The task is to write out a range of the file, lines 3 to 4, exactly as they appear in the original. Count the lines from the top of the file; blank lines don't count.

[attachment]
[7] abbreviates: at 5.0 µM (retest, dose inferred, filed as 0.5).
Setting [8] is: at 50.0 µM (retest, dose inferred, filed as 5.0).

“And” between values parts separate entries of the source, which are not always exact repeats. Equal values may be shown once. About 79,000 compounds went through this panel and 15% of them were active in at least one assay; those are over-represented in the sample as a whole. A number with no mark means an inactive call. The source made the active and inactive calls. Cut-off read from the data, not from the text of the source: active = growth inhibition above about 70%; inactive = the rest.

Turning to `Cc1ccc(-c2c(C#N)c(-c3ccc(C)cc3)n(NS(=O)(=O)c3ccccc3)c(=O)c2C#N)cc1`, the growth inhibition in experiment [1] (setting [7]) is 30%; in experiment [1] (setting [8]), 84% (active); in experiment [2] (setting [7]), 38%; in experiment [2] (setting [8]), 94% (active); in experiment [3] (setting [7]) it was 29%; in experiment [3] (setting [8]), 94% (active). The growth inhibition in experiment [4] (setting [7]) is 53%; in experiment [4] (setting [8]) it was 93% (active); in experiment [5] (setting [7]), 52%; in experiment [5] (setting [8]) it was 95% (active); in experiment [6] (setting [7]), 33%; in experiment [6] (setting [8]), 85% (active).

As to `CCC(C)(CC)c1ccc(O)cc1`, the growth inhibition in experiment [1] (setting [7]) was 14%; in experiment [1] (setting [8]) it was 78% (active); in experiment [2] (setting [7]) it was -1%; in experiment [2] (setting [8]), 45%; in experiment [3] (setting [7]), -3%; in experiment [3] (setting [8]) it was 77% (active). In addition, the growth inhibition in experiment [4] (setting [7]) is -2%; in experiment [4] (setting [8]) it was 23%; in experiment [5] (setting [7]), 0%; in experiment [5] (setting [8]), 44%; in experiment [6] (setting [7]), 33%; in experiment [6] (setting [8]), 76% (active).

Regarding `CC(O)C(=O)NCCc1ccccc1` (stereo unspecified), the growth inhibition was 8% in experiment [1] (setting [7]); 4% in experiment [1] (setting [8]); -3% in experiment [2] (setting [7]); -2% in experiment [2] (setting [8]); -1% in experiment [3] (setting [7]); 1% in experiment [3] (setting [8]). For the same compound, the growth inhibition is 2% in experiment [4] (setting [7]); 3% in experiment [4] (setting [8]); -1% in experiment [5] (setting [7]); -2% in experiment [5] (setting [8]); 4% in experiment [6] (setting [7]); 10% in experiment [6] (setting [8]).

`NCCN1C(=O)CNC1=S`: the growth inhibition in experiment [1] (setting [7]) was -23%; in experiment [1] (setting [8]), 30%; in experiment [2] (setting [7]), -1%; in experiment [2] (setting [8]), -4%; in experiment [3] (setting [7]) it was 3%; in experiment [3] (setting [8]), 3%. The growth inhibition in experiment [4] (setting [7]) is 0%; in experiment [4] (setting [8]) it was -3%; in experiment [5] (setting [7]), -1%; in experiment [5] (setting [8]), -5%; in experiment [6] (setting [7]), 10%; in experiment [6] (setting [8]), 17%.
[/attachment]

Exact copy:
“And” between values parts separate entries of the source, which are not always exact repeats. Equal values may be shown once. About 79,000 compounds went through this panel and 15% of them were active in at least one assay; those are over-represented in the sample as a whole. A number with no mark means an inactive call. The source made the active and inactive calls. Cut-off read from the data, not from the text of the source: active = growth inhibition above about 70%; inactive = the rest.

Turning to `Cc1ccc(-c2c(C#N)c(-c3ccc(C)cc3)n(NS(=O)(=O)c3ccccc3)c(=O)c2C#N)cc1`, the growth inhibition in experiment [1] (setting [7]) is 30%; in experiment [1] (setting [8]), 84% (active); in experiment [2] (setting [7]), 38%; in experiment [2] (setting [8]), 94% (active); in experiment [3] (setting [7]) it was 29%; in experiment [3] (setting [8]), 94% (active). The growth inhibition in experiment [4] (setting [7]) is 53%; in experiment [4] (setting [8]) it was 93% (active); in experiment [5] (setting [7]), 52%; in experiment [5] (setting [8]) it was 95% (active); in experiment [6] (setting [7]), 33%; in experiment [6] (setting [8]), 85% (active).